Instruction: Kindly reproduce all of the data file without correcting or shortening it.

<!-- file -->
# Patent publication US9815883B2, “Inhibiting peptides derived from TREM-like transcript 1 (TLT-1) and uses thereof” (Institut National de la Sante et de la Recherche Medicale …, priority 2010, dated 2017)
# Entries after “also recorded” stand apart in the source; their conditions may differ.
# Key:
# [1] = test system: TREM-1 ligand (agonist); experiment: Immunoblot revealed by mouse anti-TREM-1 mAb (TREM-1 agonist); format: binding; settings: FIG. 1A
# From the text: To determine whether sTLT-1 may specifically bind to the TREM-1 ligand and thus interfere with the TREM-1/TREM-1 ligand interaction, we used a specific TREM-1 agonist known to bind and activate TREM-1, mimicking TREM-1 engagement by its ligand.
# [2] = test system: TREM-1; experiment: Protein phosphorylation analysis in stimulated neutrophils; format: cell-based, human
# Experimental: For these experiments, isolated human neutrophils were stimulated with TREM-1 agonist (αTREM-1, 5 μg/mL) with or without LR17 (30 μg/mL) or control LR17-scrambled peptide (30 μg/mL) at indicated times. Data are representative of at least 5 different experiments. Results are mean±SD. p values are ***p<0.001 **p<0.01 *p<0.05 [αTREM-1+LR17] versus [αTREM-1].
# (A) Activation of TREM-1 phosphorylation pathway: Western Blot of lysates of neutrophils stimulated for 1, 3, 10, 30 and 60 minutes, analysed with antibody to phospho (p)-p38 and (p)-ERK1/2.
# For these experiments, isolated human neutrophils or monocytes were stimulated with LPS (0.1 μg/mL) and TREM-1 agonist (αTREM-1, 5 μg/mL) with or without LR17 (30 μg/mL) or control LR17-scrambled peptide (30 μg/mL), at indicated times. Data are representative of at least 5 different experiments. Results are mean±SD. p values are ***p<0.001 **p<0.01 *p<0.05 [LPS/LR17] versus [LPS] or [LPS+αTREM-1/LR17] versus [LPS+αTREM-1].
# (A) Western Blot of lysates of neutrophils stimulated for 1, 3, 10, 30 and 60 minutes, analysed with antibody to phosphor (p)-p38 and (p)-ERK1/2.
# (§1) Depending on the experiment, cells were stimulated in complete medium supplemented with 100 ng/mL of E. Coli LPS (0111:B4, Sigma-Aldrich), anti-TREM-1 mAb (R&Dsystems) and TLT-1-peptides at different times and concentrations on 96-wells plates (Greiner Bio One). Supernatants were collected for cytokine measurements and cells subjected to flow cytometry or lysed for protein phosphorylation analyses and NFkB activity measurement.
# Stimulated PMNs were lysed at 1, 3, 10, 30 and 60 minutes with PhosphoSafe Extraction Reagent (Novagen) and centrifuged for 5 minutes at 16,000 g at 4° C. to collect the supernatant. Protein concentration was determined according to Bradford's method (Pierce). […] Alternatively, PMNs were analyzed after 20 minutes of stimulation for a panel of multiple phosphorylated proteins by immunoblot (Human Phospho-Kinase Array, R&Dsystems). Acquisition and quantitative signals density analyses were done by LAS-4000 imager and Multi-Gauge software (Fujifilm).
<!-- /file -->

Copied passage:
# Patent publication US9815883B2, “Inhibiting peptides derived from TREM-like transcript 1 (TLT-1) and uses thereof” (Institut National de la Sante et de la Recherche Medicale …, priority 2010, dated 2017)
# Entries after “also recorded” stand apart in the source; their conditions may differ.
# Key:
# [1] = test system: TREM-1 ligand (agonist); experiment: Immunoblot revealed by mouse anti-TREM-1 mAb (TREM-1 agonist); format: binding; settings: FIG. 1A
# From the text: To determine whether sTLT-1 may specifically bind to the TREM-1 ligand and thus interfere with the TREM-1/TREM-1 ligand interaction, we used a specific TREM-1 agonist known to bind and activate TREM-1, mimicking TREM-1 engagement by its ligand.
# [2] = test system: TREM-1; experiment: Protein phosphorylation analysis in stimulated neutrophils; format: cell-based, human
# Experimental: For these experiments, isolated human neutrophils were stimulated with TREM-1 agonist (αTREM-1, 5 μg/mL) with or without LR17 (30 μg/mL) or control LR17-scrambled peptide (30 μg/mL) at indicated times. Data are representative of at least 5 different experiments. Results are mean±SD. p values are ***p<0.001 **p<0.01 *p<0.05 [αTREM-1+LR17] versus [αTREM-1].
# (A) Activation of TREM-1 phosphorylation pathway: Western Blot of lysates of neutrophils stimulated for 1, 3, 10, 30 and 60 minutes, analysed with antibody to phospho (p)-p38 and (p)-ERK1/2.
# For these experiments, isolated human neutrophils or monocytes were stimulated with LPS (0.1 μg/mL) and TREM-1 agonist (αTREM-1, 5 μg/mL) with or without LR17 (30 μg/mL) or control LR17-scrambled peptide (30 μg/mL), at indicated times. Data are representative of at least 5 different experiments. Results are mean±SD. p values are ***p<0.001 **p<0.01 *p<0.05 [LPS/LR17] versus [LPS] or [LPS+αTREM-1/LR17] versus [LPS+αTREM-1].
# (A) Western Blot of lysates of neutrophils stimulated for 1, 3, 10, 30 and 60 minutes, analysed with antibody to phosphor (p)-p38 and (p)-ERK1/2.
# (§1) Depending on the experiment, cells were stimulated in complete medium supplemented with 100 ng/mL of E. Coli LPS (0111:B4, Sigma-Aldrich), anti-TREM-1 mAb (R&Dsystems) and TLT-1-peptides at different times and concentrations on 96-wells plates (Greiner Bio One). Supernatants were collected for cytokine measurements and cells subjected to flow cytometry or lysed for protein phosphorylation analyses and NFkB activity measurement.
# Stimulated PMNs were lysed at 1, 3, 10, 30 and 60 minutes with PhosphoSafe Extraction Reagent (Novagen) and centrifuged for 5 minutes at 16,000 g at 4° C. to collect the supernatant. Protein concentration was determined according to Bradford's method (Pierce). […] Alternatively, PMNs were analyzed after 20 minutes of stimulation for a panel of multiple phosphorylated proteins by immunoblot (Human Phospho-Kinase Array, R&Dsystems). Acquisition and quantitative signals density analyses were done by LAS-4000 imager and Multi-Gauge software (Fujifilm).